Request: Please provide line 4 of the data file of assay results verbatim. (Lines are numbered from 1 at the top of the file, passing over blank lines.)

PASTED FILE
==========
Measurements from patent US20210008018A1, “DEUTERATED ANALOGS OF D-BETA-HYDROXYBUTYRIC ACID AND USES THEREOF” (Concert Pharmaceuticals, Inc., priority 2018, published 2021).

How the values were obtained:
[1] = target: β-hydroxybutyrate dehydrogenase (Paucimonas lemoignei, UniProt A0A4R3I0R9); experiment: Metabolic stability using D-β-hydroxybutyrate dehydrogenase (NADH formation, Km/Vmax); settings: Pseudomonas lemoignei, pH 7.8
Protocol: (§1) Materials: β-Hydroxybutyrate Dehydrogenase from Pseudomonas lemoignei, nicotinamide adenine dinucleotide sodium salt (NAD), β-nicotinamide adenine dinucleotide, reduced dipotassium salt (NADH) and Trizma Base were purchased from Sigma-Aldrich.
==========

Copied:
Protocol: (§1) Materials: β-Hydroxybutyrate Dehydrogenase from Pseudomonas lemoignei, nicotinamide adenine dinucleotide sodium salt (NAD), β-nicotinamide adenine dinucleotide, reduced dipotassium salt (NADH) and Trizma Base were purchased from Sigma-Aldrich.